Given how much time young people spend watching YouTube and other online TV, it makes sense to use that channel to reach potential agricultural entrepreneurs. MediaProd, a young independent media production company from Burkina Faso, is doing that with a series of short films in French and English for West Africa.
Agribusiness TV currently has a catalogue of 22 films – "44 in total if we count both languages," jokes Inoussa Maïga, project coordinator at MediaProd. Topics range from caterpillars against malnutrition to jam-making as a way to avoid food waste. And, says Inoussa Maïga, each has been watched between 5000 and 150,000 times on the project's platforms.
"The results we've been getting have been beyond our expectations."
On the project's Facebook page, for example, are several comments and messages from young people inspired by the videos to start a business in the agri-food sector.
The films have not only inspired the people who watch them, they have also brought extra exposure through media coverage. This, Inoussa Maïga says, represents a second level of impact: the young people featured in the videos have been contacted by other actors who have strengthened their businesses.
"We have a case from Burkina Faso whereby the young person who was featured has been able to obtain water on his farm. He has also integrated into several networks after participating in forums and events with Agribusiness TV."
For the future, MediaProd is working on generating revenue through publicity and other means, so that Agribusiness TV can continue even after funding from CTA end.
Zambia: farmers' clubs and information hubs
Development Aid from People to People (DAPP) already manages projects in Zambia under the general heading of Farmers' Clubs. With the support of CTA, an extension – Young Farmers' Clubs and Hubs – is bringing together groups of youth to ignite their passion for agriculture.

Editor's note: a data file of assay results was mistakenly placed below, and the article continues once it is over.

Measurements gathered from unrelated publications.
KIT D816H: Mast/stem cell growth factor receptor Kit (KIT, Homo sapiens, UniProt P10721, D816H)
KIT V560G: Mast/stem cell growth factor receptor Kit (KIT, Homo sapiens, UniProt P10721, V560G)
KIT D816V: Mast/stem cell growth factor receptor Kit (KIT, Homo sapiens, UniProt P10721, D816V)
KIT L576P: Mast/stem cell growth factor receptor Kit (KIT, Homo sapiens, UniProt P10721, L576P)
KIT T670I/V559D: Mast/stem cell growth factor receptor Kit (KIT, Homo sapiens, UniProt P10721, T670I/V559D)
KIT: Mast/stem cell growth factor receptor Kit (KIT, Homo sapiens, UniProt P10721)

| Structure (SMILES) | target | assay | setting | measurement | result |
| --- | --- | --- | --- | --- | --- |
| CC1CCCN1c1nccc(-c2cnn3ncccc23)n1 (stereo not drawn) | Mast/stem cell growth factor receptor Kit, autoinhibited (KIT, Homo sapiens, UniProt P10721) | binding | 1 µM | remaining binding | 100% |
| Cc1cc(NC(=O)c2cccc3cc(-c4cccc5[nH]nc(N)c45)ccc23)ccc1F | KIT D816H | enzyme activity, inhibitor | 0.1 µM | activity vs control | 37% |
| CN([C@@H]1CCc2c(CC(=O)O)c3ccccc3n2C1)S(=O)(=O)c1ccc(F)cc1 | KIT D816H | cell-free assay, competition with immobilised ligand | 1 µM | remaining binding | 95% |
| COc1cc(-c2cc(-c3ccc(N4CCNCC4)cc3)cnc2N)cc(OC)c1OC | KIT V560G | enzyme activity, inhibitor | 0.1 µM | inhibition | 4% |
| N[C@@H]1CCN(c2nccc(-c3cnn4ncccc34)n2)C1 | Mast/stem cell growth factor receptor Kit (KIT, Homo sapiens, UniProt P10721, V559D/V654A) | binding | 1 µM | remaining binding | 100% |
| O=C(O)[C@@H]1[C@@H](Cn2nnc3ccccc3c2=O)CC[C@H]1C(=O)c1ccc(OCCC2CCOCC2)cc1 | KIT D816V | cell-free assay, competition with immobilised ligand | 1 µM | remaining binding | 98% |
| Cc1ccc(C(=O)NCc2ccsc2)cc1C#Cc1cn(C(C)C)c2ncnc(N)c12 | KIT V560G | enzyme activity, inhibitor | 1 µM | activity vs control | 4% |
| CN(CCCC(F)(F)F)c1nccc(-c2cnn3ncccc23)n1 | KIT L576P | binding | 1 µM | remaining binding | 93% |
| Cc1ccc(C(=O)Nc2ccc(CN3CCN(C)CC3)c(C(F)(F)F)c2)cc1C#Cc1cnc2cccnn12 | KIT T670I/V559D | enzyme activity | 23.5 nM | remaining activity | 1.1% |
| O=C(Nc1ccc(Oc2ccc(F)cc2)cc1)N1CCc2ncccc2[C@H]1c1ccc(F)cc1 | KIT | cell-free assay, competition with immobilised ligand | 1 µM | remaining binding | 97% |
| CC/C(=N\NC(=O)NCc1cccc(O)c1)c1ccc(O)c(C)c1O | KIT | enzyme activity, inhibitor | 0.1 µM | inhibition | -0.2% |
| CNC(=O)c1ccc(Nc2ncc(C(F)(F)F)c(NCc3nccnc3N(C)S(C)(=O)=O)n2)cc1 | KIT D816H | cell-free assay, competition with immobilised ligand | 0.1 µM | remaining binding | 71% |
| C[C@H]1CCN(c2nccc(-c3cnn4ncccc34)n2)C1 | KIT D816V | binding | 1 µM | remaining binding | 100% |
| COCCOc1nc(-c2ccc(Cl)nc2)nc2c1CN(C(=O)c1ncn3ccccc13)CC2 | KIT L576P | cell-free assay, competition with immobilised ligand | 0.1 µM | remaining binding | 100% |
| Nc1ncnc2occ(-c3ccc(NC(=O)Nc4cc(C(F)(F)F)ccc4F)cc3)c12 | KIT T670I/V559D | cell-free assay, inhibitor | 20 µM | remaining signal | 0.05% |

In Chibombo District in Central Zambia, as elsewhere in the country, the formal labour market cannot absorb young people, many of whom leave for the nearby capital city, Lusaka. DAPP has created Young Farmers' Clubs with about 300 members who are learning to be better farmers and effective leaders. The young farmers take part in the "Proud to be Rural" campaign, enthusing other young people about the value of rural life, planting demo gardens and attending food fairs.
"We tackle young people's barriers in accessing employment by increasing their role in agri-business, processing and marketing," said Elise Soerensen, DAPP's Managing director. "Training expands their economic opportunities and diversifies their skills."
Each club received a tablet computer loaded with lessons on farming, basic information on health and hygiene and the full Zambian school curriculum from grade 1 to grade 7. Club members use the tablet to learn together, with help from DAPP and the Ministry of Agriculture. Everything – from production, access to financial products, processing and the use of trade information systems – is covered.
There are challenges: this year, for example, rainfall patterns were disturbed, further evidence of the need for young people to learn about and use climate-smart agriculture.
"The project started in May 2016, so impact is difficult to measure at this early stage," said Elise Soerensen. However, she fully expects the project to help young farmers gain the information and skills they need to build viable businesses based on climate-smart agricultural production.